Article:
# Wolfram Mathematica

Implementation of programming language Wolfram Mathematica

The official (and the only) implementation of Mathematica, develoed by Wolfram Research. First released in 1988. It is proprietary, the cost of the license depends on the intended usage.

The system is written in Mathematica itself and partly in C (for speeding up time-consuming computations). It consists of two main parts — the kernel which interprets expressions and performs the computations and front-end. The standard front-end is a Notebook user interface which allows to create programs (possibly free-form which is later converted into code), debug them, format them, insert GUI elements, images etc. Two alternate front-ends exist: Wolfram Workbench (Eclipse-based IDE) and command line.

## Examples:

### Factorial:

Example for versions Wolfram Mathematica 8.0.4

This example uses recursive factorial definition. The first line defines `Fact` function. Note that the names of function arguments must have an underscore `_` appended to them.

``````Fact[n_] := If[n == 0, 1, Fact[n - 1]*n];
For[i = 0, i <= 16, i++, Print[i, "! = ", Fact[i]]];
``````

Example for versions Wolfram Mathematica 8.0.4

After accepting user input we define variable `y` which is a quadratic equation with the given coefficients. Since `x` is not defined yet, it stays a variable — for example, `Print[y]` will output the notation of the equation `c + b x + a x^2` (with c, b and a replaced with values entered by the user). `Reduce` calculates the values of the variables which satisfy the condition “equation value equals zero”.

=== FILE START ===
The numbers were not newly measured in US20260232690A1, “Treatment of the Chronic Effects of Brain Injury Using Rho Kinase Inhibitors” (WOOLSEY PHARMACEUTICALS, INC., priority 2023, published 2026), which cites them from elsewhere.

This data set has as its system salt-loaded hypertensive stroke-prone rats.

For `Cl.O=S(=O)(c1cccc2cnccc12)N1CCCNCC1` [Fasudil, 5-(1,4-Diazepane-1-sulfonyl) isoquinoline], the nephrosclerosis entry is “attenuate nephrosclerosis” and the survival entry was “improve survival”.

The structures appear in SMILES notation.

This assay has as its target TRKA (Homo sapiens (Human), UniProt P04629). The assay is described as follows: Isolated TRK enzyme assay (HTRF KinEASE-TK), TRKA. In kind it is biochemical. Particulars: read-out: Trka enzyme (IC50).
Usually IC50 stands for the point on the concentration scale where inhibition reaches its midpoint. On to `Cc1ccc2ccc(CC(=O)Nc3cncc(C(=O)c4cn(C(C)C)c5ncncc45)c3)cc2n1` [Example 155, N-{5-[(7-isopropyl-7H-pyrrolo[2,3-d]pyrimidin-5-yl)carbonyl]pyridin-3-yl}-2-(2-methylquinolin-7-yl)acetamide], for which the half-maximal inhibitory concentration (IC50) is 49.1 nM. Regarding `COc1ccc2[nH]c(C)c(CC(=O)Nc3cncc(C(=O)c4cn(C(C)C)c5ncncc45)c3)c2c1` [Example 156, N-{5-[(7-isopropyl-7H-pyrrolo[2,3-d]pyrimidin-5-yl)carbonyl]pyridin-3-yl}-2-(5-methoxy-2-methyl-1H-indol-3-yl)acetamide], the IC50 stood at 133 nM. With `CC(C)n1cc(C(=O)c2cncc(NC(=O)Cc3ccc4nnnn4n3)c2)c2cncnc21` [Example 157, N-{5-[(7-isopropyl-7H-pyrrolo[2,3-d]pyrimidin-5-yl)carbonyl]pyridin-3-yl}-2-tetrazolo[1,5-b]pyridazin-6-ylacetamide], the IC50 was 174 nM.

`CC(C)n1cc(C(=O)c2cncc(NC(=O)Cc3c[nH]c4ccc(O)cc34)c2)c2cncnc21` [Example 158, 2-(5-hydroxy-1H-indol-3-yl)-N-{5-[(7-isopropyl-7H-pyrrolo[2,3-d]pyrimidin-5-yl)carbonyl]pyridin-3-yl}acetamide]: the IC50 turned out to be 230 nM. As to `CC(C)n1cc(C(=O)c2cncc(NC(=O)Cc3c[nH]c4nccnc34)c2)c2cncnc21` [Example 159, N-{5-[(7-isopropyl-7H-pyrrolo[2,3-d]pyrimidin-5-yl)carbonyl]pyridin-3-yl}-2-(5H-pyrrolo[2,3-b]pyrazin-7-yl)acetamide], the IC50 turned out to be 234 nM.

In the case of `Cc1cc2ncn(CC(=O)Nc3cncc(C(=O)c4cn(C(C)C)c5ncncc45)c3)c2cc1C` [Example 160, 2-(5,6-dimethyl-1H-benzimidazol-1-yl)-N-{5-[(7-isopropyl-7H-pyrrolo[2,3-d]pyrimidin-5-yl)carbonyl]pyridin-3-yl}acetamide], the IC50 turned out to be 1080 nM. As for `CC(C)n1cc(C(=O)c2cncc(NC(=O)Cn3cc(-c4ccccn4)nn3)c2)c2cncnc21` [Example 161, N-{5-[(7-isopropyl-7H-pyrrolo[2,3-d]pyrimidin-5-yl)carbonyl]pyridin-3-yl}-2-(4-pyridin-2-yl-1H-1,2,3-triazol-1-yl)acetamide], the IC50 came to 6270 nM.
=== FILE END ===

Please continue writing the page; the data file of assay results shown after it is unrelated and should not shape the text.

``````a = Input["Input a", 0];
b = Input["Input b", 0];
c = Input["Input c", 0];
y = a*x^2 + b*x + c;
Print[Reduce[y == 0]];
``````

### Hello, World!:

Example for versions Mathics 0.5, Wolfram Mathematica 8.0.4

Evaluation of this expression results in a string “Hello, World!” itself; since it is not followed by a semicolon, it will be printed as a separate `Out`, which is not always convenient.

``````"Hello, World!"
``````

### Hello, World!:

Example for versions Mathics 0.5, Wolfram Mathematica 8.0.4

`Print` function outputs its argument(s) to the main output stream. Streams can nest, so for convenience it’s recommended to to use a single stream for all output throughout the program.

``````Print["Hello, World!"];
``````

### Factorial:

Example for versions Mathics 0.5, Wolfram Mathematica 8.0.4

This example uses built-in factorial function `!`.
`Do` is one of the ways to run a loop — it evaluates its first argument for a sequence of numbers defined by the second argument. In this case it’s all values of `i` from 0 to 16, inclusive, with step of 1.

``````Do[Print[i, "! = ", i!] , {i, 0, 16, 1}]
``````

### Fibonacci numbers:

Example for versions Mathics 0.5, Wolfram Mathematica 8.0.4

`Print` always outputs a newline after the output, so to prints the numbers in a single line, one has to accumulate them into a string and print it. `<>` is concatenation operator, it works only on strings, so the result of `Fibonacci` call must be converted to string explicitly using `ToString` function.

``````msg = "";
Do[msg = msg <> ToString[Fibonacci[i]] <> ", " , {i, 16} ];
Print[msg, "..."];
``````